Writing is like T20 batting. If you block, you might as well retire to the pavilion! -- Pete Langman
Expat in Germany

Sunday, December 7, 2014

Authentically Ethnic!

"Tell me, is there any restaurant in Hyderabad which serves authentic Hyderabadi vegetarian food!" I dropped my spoon. Hyderabad and vegetarian? That too authentic. I looked at the zeera rice I was eating and wondered if it was even authentic to India. I couldn't care less. I just like it and I am eating it.

Then followed the comments. "This guy says he likes Hyderabad and doesn't know any local food." Does there need to be some authentic food item to the place to love it.

For instance, do I, being from Guntur, need to be proud of the red chilli or cotton or tobacco production there? True. According to the area and the availability of resources, there are certain things unique to that place. There might be places where there is nothing unique to it. That makes the place no less special. I love Hyderabad because of the cultural mixture of the city. Nowhere in the country, I can tell you that you find such a diverse mix of people. Maybe the reason is the deccan area. It is neither North India nor exactly the south of India. Naturally, one can find a find a mixture of all Indians in Hyderabad like nowhere else.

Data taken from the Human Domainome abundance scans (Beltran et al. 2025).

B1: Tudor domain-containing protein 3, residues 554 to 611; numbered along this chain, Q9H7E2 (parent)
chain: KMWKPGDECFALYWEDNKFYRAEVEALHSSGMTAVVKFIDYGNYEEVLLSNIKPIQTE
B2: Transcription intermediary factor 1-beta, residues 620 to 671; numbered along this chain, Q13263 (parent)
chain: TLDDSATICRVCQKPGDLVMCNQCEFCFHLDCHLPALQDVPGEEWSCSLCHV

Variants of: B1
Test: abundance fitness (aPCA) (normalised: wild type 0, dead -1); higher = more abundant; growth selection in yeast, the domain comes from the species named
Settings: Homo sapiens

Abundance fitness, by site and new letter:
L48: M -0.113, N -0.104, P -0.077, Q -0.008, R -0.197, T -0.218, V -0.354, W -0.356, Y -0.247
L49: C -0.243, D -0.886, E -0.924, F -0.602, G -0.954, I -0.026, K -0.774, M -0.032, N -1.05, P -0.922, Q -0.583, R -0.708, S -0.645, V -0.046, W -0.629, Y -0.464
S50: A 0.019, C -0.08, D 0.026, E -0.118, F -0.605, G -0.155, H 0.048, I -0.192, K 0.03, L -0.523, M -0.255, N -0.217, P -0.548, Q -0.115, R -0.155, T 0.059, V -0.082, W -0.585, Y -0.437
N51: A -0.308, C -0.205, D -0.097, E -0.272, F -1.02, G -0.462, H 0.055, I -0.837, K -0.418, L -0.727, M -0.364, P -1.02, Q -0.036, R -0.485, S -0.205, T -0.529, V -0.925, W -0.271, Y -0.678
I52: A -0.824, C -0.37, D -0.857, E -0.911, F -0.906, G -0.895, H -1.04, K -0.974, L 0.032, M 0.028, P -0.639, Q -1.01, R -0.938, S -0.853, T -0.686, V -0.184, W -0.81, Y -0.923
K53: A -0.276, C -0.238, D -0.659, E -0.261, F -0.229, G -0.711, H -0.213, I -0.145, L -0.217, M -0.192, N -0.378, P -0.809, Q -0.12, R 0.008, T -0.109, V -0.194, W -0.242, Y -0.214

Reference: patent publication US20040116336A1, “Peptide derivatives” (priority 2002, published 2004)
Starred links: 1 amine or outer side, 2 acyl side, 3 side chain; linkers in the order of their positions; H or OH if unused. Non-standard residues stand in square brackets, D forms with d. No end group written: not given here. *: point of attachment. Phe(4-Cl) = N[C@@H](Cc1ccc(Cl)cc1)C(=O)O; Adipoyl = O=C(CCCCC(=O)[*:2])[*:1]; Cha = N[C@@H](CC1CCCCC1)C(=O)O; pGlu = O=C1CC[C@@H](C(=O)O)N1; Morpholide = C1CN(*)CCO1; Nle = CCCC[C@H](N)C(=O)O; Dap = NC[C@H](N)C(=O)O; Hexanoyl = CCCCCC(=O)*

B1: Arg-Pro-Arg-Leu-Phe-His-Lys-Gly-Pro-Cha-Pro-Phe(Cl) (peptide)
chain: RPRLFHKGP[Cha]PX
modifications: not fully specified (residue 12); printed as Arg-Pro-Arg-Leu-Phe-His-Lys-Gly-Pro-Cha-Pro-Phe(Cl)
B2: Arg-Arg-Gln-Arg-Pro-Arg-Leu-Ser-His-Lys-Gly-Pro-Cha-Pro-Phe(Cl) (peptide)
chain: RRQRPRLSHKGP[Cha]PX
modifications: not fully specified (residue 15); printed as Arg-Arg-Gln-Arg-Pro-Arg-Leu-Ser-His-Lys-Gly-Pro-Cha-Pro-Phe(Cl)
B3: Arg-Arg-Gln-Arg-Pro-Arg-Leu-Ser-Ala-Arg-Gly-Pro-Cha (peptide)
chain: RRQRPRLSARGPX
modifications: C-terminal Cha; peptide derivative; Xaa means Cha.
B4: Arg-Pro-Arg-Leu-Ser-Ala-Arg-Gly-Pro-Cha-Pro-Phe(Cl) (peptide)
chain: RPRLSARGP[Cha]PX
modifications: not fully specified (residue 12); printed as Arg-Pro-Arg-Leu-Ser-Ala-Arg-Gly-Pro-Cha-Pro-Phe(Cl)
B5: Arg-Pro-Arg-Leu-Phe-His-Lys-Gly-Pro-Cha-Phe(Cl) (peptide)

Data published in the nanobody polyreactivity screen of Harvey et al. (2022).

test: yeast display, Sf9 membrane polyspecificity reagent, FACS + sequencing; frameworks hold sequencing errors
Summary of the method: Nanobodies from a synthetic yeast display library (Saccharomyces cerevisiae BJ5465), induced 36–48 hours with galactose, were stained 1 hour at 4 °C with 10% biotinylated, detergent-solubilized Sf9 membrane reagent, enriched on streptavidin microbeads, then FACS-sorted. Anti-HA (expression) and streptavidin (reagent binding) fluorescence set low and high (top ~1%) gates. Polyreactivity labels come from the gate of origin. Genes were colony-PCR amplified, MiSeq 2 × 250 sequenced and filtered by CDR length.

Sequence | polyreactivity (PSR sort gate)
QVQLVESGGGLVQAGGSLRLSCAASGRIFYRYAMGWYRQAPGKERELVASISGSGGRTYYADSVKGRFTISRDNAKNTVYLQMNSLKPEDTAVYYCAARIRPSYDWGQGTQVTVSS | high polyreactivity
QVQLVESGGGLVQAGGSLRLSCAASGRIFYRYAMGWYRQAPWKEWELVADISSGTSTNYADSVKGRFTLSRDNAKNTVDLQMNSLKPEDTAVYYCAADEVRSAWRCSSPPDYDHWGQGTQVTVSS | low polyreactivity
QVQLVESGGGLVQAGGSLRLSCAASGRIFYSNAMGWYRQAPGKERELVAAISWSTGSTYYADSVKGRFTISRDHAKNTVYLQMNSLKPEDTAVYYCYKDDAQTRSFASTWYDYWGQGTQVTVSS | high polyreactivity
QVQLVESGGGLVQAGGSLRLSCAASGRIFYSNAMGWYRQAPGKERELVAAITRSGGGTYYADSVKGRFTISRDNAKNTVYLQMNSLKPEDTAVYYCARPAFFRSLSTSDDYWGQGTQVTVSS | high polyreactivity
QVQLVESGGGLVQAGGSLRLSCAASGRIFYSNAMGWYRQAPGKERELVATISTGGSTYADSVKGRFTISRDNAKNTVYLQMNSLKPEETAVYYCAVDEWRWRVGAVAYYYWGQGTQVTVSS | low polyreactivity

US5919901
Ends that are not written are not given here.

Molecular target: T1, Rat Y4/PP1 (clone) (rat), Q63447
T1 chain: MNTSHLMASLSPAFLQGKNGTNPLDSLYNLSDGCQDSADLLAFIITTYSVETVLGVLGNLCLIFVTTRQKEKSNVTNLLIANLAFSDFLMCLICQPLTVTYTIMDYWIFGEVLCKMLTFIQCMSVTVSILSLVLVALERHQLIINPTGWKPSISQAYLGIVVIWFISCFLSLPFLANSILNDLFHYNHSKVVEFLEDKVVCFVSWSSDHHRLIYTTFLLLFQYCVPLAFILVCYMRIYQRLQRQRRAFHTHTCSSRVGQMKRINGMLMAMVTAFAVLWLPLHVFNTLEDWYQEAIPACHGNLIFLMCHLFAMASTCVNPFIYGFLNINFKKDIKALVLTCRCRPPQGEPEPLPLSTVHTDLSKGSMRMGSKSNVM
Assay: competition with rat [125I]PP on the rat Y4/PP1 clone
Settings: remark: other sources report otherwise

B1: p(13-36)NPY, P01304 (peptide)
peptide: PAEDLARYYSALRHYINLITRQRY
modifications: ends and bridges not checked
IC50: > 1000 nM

The double ka meetha..originally from Hyderabad :P

Hyderabad cuisine has a lot to offer and I never really bothered to know if it was unique to the city. Appam originated in Kerala. Pesarattu originated in Andhra Pradesh. I will sit in Hyderabad and eat both. And does it matter that puli-hora originated in Andhra Pradesh as puli derived from pulupu meaning sour and hora derived from origam meaning rice and is now hijacked by other states into saying its their creation? It is still the same recipe and I enjoy it if it is made tasty. I regularly go to a cafe in Lingampally in Hyderabad with my friends and enjoy the Irani-chai with biscuit osmania there. I never even cared to wonder why Irani-chai is "authentic" to Hyderabad. In fact, if I ever live somewhere outside Hyderabad, I would love it if someone sells irani-chai there. I like the item and don't link the food item to a particular place. In fact, when I was in Bengaluru and Thiruvananthapuram, I struggled to find food I really liked. This authentic food - business is just a marketing strategy followed by the restaurants to increase their sales. I won't fall for it.  

Irani chai with osmania biscuit

Dating back to the independence time, we divided ourselves based on religion. After attaining freedom, going back in time, as old as from 1953, we have been further dividing ourselves into smaller states. If in the beginning it was linguistic differences, it later turned into tribal clashes, terrain based, infrastructure and development, real estate and mainly political needs. Do we still need further bias based on food? I don't think so.

FootNote: This doesn't stop me or anyone in general from searching for Vada pav in Pune, Bhel Puri in Mumbai, Dhokla in Gujarat, Puchka in Kolkata or the famous Dum Biriyani in Hyderabad.